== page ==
Local government sustainability solutions


Jul 4, 2019

Local government sustainability solutions

Jul 4, 2019

A range of promising solutions to barriers for a circular economy have been workshopped by local government representatives at an event by the NSW Circular Economy Innovation Network (CEIN).

More than 60 delegates attended the event at the NSW Office of Chief Scientist and Engineer where a structured workshop involving a number of speakers and specific ‘innovation sprints’ resulted in multiple positive ideas.

Results from a pre-workshop survey of participants provided context for the workshop and some of those key findings were shared by new CEIN Board Chair, Margaret Harding.

“Perhaps unsurprising, the top three most troublesome waste materials are low grade plastics, glass and textiles, while the top three road-blocks for ensuring the effective and efficient recycling of collected materials are securing a buyer, sorting the material and cleaning the material,” she said.

“I am appalled at the amount of rubbish we as a society produce and that is why I’m so excited to be joining this Network as Chair in its start-up phase to help design and facilitate some solutions as we listen to both the problems and opportunities.”

Chair of the NSW Innovation and Productivity Council, Neville Stevens, who was chair of the steering committee from the NSW Office of Chief Scientist and Engineer (OCSE) which funded and announced the creation of the Network, said CEIN has an important role to play.

“The NSW Innovation and Productivity Council report, Innovation in the NSW environmental goods and services sector, recognised that NSW has very good research and industry strengths but there was a disconnect across stakeholders and we were very pleased the OCSE facilitated the establishment of the CEIN to help with this.”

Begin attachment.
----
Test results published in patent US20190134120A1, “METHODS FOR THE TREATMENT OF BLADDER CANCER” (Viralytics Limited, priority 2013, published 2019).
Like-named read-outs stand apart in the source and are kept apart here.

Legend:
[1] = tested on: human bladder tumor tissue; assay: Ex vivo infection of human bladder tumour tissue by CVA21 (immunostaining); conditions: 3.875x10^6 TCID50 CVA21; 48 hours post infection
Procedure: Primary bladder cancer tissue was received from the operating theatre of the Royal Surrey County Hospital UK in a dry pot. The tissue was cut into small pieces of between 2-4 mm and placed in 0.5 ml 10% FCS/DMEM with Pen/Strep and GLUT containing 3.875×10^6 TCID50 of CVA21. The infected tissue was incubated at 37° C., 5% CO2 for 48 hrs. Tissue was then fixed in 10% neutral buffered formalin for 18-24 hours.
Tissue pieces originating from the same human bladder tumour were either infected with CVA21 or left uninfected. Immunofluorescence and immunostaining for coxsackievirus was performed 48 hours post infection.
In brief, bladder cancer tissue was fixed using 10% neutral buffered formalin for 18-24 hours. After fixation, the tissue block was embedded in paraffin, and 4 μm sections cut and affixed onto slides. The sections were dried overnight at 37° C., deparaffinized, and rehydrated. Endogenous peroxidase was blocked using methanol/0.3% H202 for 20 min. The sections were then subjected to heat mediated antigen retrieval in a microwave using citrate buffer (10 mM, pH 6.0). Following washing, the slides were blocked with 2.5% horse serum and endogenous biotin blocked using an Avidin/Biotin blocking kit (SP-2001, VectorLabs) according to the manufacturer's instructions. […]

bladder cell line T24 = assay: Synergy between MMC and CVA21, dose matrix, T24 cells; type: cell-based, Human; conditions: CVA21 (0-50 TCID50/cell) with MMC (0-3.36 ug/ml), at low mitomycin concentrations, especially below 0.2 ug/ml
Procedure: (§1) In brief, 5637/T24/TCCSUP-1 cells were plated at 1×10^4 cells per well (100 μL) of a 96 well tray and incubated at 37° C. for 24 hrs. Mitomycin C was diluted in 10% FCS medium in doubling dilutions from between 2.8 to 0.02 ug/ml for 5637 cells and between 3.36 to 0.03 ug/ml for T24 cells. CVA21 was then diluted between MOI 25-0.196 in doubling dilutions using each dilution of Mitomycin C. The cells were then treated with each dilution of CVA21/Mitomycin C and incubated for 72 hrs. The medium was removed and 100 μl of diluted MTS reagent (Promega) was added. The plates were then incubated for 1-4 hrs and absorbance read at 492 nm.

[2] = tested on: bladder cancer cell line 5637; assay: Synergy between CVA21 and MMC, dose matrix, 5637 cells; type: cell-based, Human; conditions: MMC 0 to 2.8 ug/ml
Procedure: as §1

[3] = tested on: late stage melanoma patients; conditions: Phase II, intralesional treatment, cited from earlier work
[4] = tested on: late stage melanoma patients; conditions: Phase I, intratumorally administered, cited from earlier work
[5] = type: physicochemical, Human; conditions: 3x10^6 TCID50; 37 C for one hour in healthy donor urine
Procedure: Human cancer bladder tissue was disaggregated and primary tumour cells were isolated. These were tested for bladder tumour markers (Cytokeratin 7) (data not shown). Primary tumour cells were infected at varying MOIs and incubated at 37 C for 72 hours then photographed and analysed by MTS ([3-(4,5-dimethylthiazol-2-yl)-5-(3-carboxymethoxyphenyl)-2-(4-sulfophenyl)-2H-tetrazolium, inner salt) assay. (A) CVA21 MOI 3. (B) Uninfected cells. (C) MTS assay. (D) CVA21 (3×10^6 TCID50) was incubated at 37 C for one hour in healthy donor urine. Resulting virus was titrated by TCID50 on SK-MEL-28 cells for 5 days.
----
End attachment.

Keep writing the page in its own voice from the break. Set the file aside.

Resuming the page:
With local government representatives from across the State at the nearly day-long workshop, the event’s first two mini-sprints focussed on exploring then framing key problems while the final two mini-sprints involved prototyping and testing solutions.

While CEIN is analysing the findings from the workshop, work is underway to develop a number of regional events, as well as to identify the tools and resources to facilitate circular economy outcomes across the Network participants.

CEIN Director, UNSW Sydney Professor Veena Sahajwalla said she is excited to be leading the Network to help create a more sustainable society by making better knowledge and industry connections across relevant stakeholders.

“We are working furiously on our next stakeholder events,” she said. “We will be doing an event focussed on food and organics in Armidale on 1 August and then a manufacturing focussed event in Gosford on 7 August,” she said.





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